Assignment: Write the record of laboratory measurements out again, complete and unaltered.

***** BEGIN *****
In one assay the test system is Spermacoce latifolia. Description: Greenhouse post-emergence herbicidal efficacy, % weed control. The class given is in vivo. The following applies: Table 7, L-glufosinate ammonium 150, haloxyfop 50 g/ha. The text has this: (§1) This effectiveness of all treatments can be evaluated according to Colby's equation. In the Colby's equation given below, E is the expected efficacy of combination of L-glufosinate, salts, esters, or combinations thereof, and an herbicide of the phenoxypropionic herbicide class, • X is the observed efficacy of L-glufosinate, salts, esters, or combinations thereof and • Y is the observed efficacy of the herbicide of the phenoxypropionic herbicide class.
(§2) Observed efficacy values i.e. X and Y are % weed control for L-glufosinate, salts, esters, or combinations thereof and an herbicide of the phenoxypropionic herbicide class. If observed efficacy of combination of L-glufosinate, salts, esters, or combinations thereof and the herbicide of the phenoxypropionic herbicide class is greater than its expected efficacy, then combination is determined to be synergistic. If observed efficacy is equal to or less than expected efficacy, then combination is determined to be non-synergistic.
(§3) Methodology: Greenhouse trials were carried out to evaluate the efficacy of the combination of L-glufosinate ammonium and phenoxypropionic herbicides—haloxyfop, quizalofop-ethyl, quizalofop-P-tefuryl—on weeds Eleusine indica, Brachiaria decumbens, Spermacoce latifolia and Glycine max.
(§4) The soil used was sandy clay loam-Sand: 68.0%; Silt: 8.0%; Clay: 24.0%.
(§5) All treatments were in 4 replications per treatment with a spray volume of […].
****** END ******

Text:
In one assay the test system is Spermacoce latifolia. Description: Greenhouse post-emergence herbicidal efficacy, % weed control. The class given is in vivo. The following applies: Table 7, L-glufosinate ammonium 150, haloxyfop 50 g/ha. The text has this: (§1) This effectiveness of all treatments can be evaluated according to Colby's equation. In the Colby's equation given below, E is the expected efficacy of combination of L-glufosinate, salts, esters, or combinations thereof, and an herbicide of the phenoxypropionic herbicide class, • X is the observed efficacy of L-glufosinate, salts, esters, or combinations thereof and • Y is the observed efficacy of the herbicide of the phenoxypropionic herbicide class.
(§2) Observed efficacy values i.e. X and Y are % weed control for L-glufosinate, salts, esters, or combinations thereof and an herbicide of the phenoxypropionic herbicide class. If observed efficacy of combination of L-glufosinate, salts, esters, or combinations thereof and the herbicide of the phenoxypropionic herbicide class is greater than its expected efficacy, then combination is determined to be synergistic. If observed efficacy is equal to or less than expected efficacy, then combination is determined to be non-synergistic.
(§3) Methodology: Greenhouse trials were carried out to evaluate the efficacy of the combination of L-glufosinate ammonium and phenoxypropionic herbicides—haloxyfop, quizalofop-ethyl, quizalofop-P-tefuryl—on weeds Eleusine indica, Brachiaria decumbens, Spermacoce latifolia and Glycine max.
(§4) The soil used was sandy clay loam-Sand: 68.0%; Silt: 8.0%; Clay: 24.0%.
(§5) All treatments were in 4 replications per treatment with a spray volume of […].